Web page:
The pandemic has been challenging for everyone and music therapists are no exception. Many of us have been sidelined because we haven’t been deemed essential. This is most likely because those making decisions don’t understand what we do or are unaware that we even exist in the healthcare community. Here are 3 reasons why music therapists are essential.
We Are Therapists
Every music therapist, has experienced being minimized at some point in their career. Well intentioned but uninformed individuals will label us “music lady”, “entertainer”, “singer”. It makes our hearts sing (yes, pun intended) when we are correctly labelled as a “therapist”. These misconceptions often lead to us, and our work being lumped in with entertainers. Because we sing and play the piano and guitar, that is the easiest box to put us in.
Yet the work we do is so much more than a sing-a-long. I like to say that all music can be therapeutic but all music is not music therapy. It takes a qualified MTA (certified music therapist) to support a client and use music purposefully to maximize its benefit. Although the work we do can look the same as entertainment on the surface, there is so much more going on. We use our craft to address the mental health, developmental and rehabilitative goals of our clients. You can read more about how music therapy is different than entertainment in my previous blog Music Therapy: 5 Questions Answered!.
Music Therapists Support Mental Health
During this pandemic, it has been excruciating watching the need for mental health support reach an all-time high. This was especially true in the long-term care homes where we work. Music therapy is a treatment based support for senior’s mental health. Yet, we weren’t allowed into facilities to do our job. because we weren’t “essential”. Music therapists everywhere did a happy dance when we were finally allowed back into our homes to provide our essential service and support our clients.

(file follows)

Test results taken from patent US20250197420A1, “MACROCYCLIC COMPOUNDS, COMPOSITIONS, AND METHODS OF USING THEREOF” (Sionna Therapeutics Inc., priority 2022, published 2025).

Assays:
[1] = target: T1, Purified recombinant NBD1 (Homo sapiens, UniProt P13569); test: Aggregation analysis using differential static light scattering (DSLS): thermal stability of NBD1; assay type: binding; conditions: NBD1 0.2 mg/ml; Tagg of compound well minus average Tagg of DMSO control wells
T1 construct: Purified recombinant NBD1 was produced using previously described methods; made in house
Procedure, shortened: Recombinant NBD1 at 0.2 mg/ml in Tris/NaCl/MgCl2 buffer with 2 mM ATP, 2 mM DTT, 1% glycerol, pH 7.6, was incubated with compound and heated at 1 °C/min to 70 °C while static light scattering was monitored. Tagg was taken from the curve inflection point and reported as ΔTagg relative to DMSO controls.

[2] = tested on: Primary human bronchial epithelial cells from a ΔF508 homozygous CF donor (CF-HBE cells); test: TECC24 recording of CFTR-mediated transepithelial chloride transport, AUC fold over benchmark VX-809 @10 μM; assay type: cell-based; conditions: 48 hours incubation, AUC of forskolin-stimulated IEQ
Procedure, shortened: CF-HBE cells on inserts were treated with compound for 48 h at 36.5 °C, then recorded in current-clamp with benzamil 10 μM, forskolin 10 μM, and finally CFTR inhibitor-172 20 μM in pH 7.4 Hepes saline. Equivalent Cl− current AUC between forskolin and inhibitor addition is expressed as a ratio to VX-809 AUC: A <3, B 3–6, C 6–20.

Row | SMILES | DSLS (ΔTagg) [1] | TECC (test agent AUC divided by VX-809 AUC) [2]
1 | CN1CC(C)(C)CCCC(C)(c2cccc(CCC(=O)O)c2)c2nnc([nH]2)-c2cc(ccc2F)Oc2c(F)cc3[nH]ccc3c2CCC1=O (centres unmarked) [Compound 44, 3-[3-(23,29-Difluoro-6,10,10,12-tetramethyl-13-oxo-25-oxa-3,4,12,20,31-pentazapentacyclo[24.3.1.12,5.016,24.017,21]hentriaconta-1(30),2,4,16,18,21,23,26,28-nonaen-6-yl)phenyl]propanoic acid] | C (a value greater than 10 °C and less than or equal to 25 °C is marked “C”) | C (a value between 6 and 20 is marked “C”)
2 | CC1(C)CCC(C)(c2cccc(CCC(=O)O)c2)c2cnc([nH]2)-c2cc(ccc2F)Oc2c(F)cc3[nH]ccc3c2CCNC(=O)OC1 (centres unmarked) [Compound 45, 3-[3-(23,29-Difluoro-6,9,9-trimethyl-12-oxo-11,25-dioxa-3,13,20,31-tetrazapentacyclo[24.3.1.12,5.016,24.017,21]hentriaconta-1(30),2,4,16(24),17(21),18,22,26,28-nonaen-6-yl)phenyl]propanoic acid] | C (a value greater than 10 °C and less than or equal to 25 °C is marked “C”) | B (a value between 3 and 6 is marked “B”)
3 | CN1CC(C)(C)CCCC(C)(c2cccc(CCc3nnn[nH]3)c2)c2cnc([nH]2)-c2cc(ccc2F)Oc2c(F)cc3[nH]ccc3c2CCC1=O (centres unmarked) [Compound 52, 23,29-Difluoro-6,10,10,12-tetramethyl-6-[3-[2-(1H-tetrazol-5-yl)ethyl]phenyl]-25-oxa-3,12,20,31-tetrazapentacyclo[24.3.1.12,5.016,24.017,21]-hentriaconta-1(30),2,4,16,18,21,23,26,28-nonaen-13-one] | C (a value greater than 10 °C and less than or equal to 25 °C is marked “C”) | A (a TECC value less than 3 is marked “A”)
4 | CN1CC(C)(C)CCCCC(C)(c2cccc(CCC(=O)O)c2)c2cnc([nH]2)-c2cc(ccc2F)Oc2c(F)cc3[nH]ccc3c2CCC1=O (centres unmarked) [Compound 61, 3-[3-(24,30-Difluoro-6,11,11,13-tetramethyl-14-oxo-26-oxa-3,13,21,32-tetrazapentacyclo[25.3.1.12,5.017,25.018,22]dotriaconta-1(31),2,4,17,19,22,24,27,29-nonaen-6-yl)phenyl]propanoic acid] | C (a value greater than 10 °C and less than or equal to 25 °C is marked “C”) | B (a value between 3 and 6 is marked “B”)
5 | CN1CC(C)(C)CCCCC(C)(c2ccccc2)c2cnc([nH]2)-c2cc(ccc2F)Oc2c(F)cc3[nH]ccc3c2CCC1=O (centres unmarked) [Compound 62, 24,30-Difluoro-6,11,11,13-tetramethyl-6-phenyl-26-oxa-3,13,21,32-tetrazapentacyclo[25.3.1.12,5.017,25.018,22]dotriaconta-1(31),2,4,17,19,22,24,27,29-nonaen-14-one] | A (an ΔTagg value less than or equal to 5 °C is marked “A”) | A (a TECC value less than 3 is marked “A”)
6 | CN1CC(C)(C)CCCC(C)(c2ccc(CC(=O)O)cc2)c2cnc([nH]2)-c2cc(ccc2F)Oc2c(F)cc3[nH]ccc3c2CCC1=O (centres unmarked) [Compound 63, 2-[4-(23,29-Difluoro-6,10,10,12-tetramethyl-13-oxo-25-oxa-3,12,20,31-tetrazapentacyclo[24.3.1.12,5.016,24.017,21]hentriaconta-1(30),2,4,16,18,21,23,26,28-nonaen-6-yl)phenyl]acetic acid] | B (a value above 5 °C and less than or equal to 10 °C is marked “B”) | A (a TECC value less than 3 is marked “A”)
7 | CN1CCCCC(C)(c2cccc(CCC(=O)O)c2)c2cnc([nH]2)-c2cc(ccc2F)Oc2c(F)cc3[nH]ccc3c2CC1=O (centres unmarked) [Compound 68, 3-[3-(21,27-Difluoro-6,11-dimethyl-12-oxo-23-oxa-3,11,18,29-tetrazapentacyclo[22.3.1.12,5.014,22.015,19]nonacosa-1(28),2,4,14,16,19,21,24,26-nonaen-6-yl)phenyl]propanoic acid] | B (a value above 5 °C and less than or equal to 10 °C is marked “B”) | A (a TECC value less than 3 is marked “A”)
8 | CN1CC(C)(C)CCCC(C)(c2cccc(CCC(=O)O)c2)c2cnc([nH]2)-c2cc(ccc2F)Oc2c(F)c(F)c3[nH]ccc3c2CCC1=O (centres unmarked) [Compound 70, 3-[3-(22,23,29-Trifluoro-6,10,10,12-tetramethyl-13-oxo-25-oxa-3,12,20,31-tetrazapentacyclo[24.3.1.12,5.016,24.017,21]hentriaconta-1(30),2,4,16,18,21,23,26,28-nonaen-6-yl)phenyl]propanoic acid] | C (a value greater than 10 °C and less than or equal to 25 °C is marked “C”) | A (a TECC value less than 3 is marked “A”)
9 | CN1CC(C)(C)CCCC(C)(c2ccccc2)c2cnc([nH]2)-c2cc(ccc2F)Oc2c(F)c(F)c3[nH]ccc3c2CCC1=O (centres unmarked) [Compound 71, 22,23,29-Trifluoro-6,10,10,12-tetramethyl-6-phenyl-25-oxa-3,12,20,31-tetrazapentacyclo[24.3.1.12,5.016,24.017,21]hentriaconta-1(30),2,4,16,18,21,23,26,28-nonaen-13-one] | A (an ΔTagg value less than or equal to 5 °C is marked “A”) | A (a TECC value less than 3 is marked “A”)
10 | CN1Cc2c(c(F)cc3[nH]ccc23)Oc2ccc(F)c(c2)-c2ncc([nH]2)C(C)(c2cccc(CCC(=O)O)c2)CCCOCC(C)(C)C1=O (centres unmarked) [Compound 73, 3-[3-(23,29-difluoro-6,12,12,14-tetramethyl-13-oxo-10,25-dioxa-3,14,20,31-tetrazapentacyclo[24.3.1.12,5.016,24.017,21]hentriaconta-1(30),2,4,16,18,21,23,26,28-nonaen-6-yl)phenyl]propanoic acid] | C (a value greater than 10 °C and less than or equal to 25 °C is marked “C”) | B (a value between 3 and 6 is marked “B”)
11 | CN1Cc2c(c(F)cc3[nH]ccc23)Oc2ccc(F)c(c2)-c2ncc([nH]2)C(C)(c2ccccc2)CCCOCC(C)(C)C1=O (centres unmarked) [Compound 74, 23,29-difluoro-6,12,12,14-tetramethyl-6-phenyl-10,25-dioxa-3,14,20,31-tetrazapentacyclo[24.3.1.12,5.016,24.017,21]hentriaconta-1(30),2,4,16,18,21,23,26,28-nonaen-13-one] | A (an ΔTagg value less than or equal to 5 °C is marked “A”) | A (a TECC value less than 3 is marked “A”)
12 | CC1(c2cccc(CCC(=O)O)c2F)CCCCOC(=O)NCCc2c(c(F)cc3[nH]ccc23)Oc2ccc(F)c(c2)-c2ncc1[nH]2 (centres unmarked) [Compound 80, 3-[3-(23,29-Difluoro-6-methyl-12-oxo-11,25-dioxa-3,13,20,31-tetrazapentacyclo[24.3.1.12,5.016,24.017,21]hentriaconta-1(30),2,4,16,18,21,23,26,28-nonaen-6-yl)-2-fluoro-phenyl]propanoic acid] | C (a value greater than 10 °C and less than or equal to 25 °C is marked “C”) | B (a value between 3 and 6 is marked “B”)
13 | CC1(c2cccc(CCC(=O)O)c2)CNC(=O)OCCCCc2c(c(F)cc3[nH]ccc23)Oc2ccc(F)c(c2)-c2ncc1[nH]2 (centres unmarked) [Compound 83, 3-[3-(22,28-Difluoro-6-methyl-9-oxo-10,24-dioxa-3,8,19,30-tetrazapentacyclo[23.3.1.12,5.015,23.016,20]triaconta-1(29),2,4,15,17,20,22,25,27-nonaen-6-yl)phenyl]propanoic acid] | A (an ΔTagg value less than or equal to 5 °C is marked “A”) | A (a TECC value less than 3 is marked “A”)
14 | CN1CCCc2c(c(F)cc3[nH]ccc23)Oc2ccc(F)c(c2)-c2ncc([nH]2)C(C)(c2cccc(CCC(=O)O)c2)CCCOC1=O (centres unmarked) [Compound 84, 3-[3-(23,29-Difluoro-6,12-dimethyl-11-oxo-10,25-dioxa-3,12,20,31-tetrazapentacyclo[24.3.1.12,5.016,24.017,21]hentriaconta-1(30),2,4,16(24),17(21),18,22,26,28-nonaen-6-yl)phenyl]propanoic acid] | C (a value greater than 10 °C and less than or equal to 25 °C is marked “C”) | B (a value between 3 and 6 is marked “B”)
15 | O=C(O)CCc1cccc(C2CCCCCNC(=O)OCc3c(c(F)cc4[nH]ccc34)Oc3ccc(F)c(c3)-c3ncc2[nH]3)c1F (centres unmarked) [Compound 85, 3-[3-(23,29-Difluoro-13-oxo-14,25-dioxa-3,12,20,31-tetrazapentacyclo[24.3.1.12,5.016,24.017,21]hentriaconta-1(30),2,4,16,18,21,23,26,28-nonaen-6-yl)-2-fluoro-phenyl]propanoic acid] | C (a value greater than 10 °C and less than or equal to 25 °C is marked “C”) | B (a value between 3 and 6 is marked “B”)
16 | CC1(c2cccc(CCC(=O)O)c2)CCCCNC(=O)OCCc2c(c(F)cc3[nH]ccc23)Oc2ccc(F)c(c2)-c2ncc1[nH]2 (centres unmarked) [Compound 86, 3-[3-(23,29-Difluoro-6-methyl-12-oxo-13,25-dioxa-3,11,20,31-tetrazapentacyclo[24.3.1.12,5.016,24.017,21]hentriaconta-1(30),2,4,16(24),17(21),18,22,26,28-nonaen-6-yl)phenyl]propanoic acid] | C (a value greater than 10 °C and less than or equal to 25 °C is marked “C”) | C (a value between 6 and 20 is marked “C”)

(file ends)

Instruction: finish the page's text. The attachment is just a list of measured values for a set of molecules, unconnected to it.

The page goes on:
However, we also support mental health in children and youth, people with intellectual or developmental disabilities, and those who seek an alternative to traditional talk therapy. Even when the work we do is looking at development or rehabilitation, there are always undercurrents and a focus on mental health. You can feel music. It is an ideal treatment for passive or non-verbal client’s. How many times during this pandemic did you put on your favourite song to make yourself feel better? Well music therapists bring our client’s music to them. Many of whom are unable to put on their favourite song themselves.
Music Therapists Support The Team
Music therapists are a chameleon of therapies. The musical medium lends itself to support all our allied therapists. We often consult and work along-side Speech-Language Pathologists, Physiotherapists & Occupational Therapists. Music has a unique and magical was of stimulating all kinds of parts of the brain. We use our speech/communication when we sing or vocalize with songs. We use our physical/motor movements when we play instruments or dance/move with music. And we can practice ADLs with the use of nemonic songs and support sensory needs in a musical environment.
The wonderful thing about music therapy is that we are able to address practically any goal in a musical way. Want to learn how to tie a show, we will write a song including the steps. How about working on annunciating more clearly, we will pick songs (or write ones) that focus on the sounds you are struggling with. Or maybe improve your range of motion, we will play with instruments. Music therapy can do it all. We work closely with our allied therapists to support the assessments and treatment plans they put in place. And, music is so fun that our clients often forget that they are working hard.
Bonus Reason – We Make Everyone Feel Better
Everyone loves music (or at least almost everyone). Bystanders or those who overhear our sessions frequently report feeling better after hearing not only the music, but the joy our client exudes while participating in the music. One of my favourite things is to work in my office while listening to a mostly non-verbal client belt our their favourite Disney song. PSWs report that the mood on their unit improves on music therapy day. The benefit of music therapy extends beyond the session itself.
Bob Marley’s son Ziggy said, “Music is one of the most essential things in life.” and we most certainly agree. We would add that music therapists are the essential health care professional that brings this essential music to our clients.
By Heidi Flynn, RP, MTA